As a bisexual woman, and in honor of Bisexuality Awareness Week, I thought it important to share some basic facts about bisexuality and to clarify and correct common stereotypes and assumptions.
It is important to note that although the term “bisexual” is used in this article, “bisexual” can be swapped for the term “pansexual” or “queer” as desired, as all three terms are used to identify people who do not experience a strong sexual preference toward one gender over another, but rather experience fluidity in sexual attraction.
To learn more about the subtle differences between these words, please click here.
7 Basic Bisexual Guidelines
1) Being bisexual (bi) isn’t a choice. I am sexually and romantically attracted to both men and woman. I’ve felt this way as long as I can remember. As a teenager, I had crushes on both girls and boys and as an adult, I’ve been married to both a man and a woman. I didn’t choose to fall in love based on gender. I fell in love with each person for various reasons.
2) Bisexual doesn’t mean polyamorous. Although some bisexual people prefer polyamorous relationships over monogamous relationships, being bisexual doesn’t automatically mean that we want to have a relationship with more than one person at a time. I have been in a monogamous lesbian relationship with my wife for ten years, but I am still sexually attracted to both men and woman. Like any married person in a faithful relationship, I don’t act on my attractions, but that doesn’t mean that the attractions don’t exist.
3) Transgender people can also be bisexual. Gender identity and sexual orientation are two very different identifiers. As defined by the HRC, gender identity is “one’s innermost concept of self as male, female, a blend of both or neither – how individuals perceive themselves and what they call themselves,” whereas sexual orientation is “an inherent or immutable enduring emotional, romantic or sexual attraction to other people.” Transgender people can be attracted to men, women, or people who identify outside of the binary.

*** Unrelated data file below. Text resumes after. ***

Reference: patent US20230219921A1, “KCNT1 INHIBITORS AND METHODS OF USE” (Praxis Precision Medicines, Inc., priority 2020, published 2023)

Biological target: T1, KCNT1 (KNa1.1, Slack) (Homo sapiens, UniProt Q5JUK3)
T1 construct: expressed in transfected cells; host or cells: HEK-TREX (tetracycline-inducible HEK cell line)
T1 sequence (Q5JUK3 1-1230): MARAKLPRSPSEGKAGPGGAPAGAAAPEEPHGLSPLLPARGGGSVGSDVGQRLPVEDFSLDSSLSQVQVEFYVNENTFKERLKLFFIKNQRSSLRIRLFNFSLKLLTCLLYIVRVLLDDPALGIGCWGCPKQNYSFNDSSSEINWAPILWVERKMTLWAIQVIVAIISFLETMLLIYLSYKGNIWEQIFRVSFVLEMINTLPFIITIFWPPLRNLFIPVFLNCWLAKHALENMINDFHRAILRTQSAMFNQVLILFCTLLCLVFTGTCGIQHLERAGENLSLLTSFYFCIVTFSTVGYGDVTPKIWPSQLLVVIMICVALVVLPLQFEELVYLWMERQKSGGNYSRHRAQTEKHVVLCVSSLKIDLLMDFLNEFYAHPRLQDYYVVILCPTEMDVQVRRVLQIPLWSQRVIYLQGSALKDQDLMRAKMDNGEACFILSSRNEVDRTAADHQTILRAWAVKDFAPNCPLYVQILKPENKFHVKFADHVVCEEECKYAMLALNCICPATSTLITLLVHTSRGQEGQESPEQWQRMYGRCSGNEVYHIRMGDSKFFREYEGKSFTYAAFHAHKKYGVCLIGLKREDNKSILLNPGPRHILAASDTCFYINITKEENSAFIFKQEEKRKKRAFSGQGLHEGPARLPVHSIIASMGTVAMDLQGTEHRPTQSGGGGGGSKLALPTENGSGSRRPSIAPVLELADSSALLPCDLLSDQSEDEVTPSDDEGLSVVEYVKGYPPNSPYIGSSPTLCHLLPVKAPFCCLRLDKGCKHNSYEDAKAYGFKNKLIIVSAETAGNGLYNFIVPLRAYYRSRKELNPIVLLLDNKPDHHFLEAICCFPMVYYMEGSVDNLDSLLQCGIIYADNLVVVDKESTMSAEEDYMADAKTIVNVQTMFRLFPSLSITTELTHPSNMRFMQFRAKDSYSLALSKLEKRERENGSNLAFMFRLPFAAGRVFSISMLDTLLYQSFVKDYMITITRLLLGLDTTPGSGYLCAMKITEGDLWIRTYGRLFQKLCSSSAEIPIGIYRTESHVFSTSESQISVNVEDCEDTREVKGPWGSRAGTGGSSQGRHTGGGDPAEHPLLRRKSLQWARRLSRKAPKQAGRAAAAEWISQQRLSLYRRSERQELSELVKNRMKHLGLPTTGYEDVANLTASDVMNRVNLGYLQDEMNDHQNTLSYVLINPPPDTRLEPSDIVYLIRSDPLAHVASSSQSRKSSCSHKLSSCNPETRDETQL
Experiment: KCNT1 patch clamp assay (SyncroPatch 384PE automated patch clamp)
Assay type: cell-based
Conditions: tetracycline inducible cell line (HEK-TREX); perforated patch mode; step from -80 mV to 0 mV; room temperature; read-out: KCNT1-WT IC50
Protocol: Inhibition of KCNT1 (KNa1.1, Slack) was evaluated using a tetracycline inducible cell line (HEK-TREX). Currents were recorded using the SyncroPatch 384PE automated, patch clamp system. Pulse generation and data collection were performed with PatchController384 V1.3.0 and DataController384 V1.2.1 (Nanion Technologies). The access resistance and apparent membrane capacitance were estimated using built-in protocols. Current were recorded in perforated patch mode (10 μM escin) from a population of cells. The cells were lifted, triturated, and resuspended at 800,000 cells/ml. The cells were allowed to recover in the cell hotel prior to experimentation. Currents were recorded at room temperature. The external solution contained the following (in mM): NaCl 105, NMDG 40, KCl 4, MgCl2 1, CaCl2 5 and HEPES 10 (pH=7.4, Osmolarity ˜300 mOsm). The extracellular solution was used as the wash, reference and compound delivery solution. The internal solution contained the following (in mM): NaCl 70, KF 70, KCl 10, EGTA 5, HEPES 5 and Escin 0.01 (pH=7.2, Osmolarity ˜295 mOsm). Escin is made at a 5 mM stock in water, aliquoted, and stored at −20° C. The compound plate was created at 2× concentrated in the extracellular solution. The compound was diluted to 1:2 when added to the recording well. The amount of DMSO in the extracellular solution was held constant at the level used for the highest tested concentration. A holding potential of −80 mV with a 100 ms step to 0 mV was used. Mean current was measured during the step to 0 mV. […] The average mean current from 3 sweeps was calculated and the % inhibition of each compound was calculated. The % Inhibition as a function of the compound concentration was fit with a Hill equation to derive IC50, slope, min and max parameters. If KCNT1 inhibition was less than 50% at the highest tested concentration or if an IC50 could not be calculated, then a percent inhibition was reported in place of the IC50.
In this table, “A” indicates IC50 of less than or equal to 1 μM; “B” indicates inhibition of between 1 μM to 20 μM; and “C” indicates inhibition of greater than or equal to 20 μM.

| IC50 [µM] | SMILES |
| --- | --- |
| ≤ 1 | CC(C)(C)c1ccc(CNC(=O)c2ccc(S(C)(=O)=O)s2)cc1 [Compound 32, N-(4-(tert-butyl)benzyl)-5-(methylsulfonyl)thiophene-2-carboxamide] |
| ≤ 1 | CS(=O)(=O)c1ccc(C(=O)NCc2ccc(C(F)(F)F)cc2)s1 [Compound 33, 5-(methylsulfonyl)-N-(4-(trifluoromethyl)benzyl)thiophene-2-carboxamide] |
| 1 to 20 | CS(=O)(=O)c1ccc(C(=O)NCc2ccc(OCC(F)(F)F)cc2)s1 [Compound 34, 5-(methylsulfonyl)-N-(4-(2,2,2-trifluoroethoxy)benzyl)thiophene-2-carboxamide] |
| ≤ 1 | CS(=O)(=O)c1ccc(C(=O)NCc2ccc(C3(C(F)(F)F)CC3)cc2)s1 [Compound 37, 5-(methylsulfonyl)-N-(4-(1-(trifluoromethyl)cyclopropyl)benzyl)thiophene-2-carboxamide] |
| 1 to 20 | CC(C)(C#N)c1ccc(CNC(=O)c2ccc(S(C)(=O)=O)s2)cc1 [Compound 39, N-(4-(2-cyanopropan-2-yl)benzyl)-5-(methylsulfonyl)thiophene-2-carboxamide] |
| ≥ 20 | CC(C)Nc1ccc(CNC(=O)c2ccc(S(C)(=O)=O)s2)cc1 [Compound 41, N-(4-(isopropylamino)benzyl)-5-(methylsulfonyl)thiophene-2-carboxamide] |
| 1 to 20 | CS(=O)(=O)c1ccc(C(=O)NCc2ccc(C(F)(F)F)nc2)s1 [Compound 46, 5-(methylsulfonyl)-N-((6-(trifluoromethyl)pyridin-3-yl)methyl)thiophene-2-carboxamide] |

4) If we come out to you as bi, it doesn’t mean we want a threesome. I can’t count the number of times I’ve disclosed to a man that I am bisexual only to receive a sly grin in response, as if I had offered an invitation to a sleepover party. Men, if a woman shares that she’s bisexual, it doesn’t mean that she and her partner want to hook up with you.
5) We aren’t “greedy,” “confused,” or “unsatisfied.” We don’t want it all, we know exactly who we are attracted to, and if we have an emotional connection with an intimate partner, we are plenty satisfied. Please don’t use these stereotypical terms. They’re offensive.
6) Being bisexual can be lonely. Bisexual people are more likely to suffer from social isolation than their gay and lesbian counterparts, as the bisexual community is often stigmatized by both the homosexual and heterosexual communities.
7) This is not a phase. Contrary to popular belief, we aren’t attracted to more than one gender as a means to get attention, or to temporarily figure things out. Some of us may decide that we’re attracted to one gender over another after openly identifying as bisexual, but many of us, myself included, have and will always be attracted to more than one gender.
To learn more about Bisexuality Awareness Week, click here.